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Your Race Was Cancelled? Stay Calm, Stay Positive - tips to keep your training going
Your Race Was Cancelled? Stay Calm, Stay Positive - tips to keep your training going

There is something at the moment on the news and around the world that we can’t escape at that of course is the Coronavirus. This virus has caused chaos around the world, with countries struggling to control this and some countries even going into a lock down. Many events so far have been cancelled, clubs postponing training until further notice and so on. It is tough times and a situation none of us expected or has gone through in our lives. So I wrote a blog on how to keep fit, motivated and what you can do if you’re in lock down and can’t leave the house to maintain some sort of fitness. As an athlete and Interim Head Coach of Canterbury Harriers I share your frustration with all your training and plans up in the air, please note that no training is a waste. Being part of clubs has changed my life and helped my health, well being and mentality, I have made lots of friends too, so it will be hard for a lot of us through this difficult time.

Firstly we must listen to the guidelines set by the government so that this can pass quickly. It’s important to stay calm, stay positive and keep moving forward so that we can beat this together. If your struggling for motivation just do something, even if it’s just for 10 minutes. Get out and go for a run for example. If you’re not feeling it after 10 minutes you can go home, but it’s likely you'll get into the swing and stay out much longer. Whatever you do, that’s the first step.

Like many of you my targets, goals and season plans are now all up in the air. Training was going well, getting ready for my first important race in May and then the virus struck. It's okay to feel disappointment about races being cancelled and goals not achieved, but we are all in this together. At the time of writing this I have been fortunate enough to train as normal with no pool or gym closures but I am getting prepared for this. Safety is so important so I will do what I have to do to stay well and safe. So with races being cancelled, park runs cancelled, clubs runs cancelled etc, I therefore had to change my training up. It would be too early to peak for the European Sprint Triathlon Championships in Augusts and I do not even know if that will go ahead. Don’t think your training as gone to waste because your race was cancelled. No training is a waste, firstly by training you’re looking after your mental health, general wellbeing, boosting your immune system and keeping fit. So it’s important to keep training if it’s safe outside alone or indoors.

The pools and leisure centres closed in the UK by the government order on Friday 20th. So how can you maintain your swim fitness? Well the problem is unless you have your own pool, it will be a tough one. This offers the perfect opportunity to work more on another area such as running and cycling and focusing on those disciplines. I started swimming in 2012 and have swam consistently since with only a few weeks off each year at the end of the season. So like many of you, it looks like long periods of not swimming is on the cards. However a large part of swim training can be done in the gym or at home. Swimmers call this land base training. If you already go to the gym you will likely being doing some of these exercises below to make you stronger and keep injuries to a minimum.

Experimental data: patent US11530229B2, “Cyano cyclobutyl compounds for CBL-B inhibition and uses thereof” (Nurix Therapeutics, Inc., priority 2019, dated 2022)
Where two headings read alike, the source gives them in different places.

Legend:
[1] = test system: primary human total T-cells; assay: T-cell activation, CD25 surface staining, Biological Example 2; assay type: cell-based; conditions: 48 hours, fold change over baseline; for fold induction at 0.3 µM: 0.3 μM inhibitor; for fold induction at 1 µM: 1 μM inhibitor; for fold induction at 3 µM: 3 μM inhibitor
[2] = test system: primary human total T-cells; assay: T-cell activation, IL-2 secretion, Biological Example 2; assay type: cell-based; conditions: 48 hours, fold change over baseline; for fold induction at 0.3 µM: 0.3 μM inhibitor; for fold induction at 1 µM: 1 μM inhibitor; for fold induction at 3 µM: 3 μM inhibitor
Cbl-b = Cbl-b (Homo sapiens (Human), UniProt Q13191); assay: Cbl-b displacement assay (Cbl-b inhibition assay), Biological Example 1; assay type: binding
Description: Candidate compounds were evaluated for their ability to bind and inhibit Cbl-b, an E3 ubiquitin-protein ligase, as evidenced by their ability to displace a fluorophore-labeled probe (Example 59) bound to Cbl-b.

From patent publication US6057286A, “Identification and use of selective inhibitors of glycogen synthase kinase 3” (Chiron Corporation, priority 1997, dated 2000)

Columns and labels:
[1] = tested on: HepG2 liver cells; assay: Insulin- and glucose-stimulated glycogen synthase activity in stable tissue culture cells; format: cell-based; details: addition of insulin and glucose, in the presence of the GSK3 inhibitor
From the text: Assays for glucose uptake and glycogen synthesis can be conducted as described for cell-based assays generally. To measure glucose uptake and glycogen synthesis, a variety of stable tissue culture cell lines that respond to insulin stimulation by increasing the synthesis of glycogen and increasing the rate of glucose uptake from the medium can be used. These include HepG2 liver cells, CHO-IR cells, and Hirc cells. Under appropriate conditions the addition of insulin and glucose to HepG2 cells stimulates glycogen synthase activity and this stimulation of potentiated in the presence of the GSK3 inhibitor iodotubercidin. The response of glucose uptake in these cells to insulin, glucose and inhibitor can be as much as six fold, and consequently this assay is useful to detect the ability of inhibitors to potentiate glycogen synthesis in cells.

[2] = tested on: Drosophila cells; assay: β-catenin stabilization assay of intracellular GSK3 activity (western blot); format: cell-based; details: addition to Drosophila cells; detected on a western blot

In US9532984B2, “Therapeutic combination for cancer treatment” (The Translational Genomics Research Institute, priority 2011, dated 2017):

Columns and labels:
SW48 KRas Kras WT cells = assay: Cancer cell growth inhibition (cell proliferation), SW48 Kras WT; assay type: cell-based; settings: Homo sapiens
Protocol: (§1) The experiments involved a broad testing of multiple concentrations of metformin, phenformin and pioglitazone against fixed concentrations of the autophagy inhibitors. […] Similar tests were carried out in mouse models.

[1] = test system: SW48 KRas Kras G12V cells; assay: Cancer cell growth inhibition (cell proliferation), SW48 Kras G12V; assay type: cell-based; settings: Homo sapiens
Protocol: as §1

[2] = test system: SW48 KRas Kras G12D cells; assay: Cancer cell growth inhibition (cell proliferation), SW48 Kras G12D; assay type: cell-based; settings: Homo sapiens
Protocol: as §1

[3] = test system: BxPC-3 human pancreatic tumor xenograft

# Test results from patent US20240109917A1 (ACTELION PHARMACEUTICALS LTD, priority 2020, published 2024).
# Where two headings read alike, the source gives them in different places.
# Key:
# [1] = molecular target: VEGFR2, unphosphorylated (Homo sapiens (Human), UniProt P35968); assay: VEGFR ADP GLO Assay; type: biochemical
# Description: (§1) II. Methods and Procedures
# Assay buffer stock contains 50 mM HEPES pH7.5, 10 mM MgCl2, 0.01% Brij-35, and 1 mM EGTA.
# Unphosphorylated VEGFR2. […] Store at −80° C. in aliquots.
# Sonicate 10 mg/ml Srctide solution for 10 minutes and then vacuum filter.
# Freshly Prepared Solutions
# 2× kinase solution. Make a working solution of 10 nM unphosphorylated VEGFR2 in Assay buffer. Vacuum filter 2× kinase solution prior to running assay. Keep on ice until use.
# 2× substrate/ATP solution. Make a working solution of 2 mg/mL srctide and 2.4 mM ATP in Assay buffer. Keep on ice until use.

So things like Press Ups, Sit Ups, V Sit Ups, Planks, Side Planks, Jumping Lunges, Dead Bug, Tread the Needle, Alkeanas, Glute Bridge and Shoulder Wall Slides will all strengthen your core and improve your swimming. If you have a resistance band you can do Dead Bugs with a band which will help your core and give your arms resistance. You could also add squats. Now don’t overdo it but you can produce a circuit which can include Press Ups, Sit Ups, Squats, Dead Bug and Planks. Do 10 reps of each and then add 3 sets. There is plenty of strength and cardio videos online that will keep you strong and fit. Just make sure when searching the internet you look at the right form and copy it as you don’t want to get injure. So not going to the gym isn’t bad at all, for runners and cyclists you could even add a few more things in like squats, clams and scissors.

Additionally, all of these exercises can be done with or without weights depending on what you have at home. There is a lot you can do without equipment!

What about running? Well this very much depends on whether you are allowed out of your home. The UK government has currently put restrictions on exercising outside of your own house and garden to only once per day. This can be a run alone or with one other family member. If you have a treadmill then you can pretty much do all your runs at home with no problem. If you are allowed out of the house then you can go running and do your own session whilst still maintaining a safe distance from the public. If you only run with your club then you might need some sessions. Good sessions I like are 3 x 1 mile reps with 3 minutes recovery between the reps and a warm up and warm down either side. On the other hand, if you don’t have a treadmill and not allowed out the house either, perhaps you can run up and down your garden? If it’s too small, what about doing drills and working on your running form? Good drills I like are High Knees, A Steps, Heel Flicks and Strides. These will help your form a lot but of course your running fitness won’t be the same.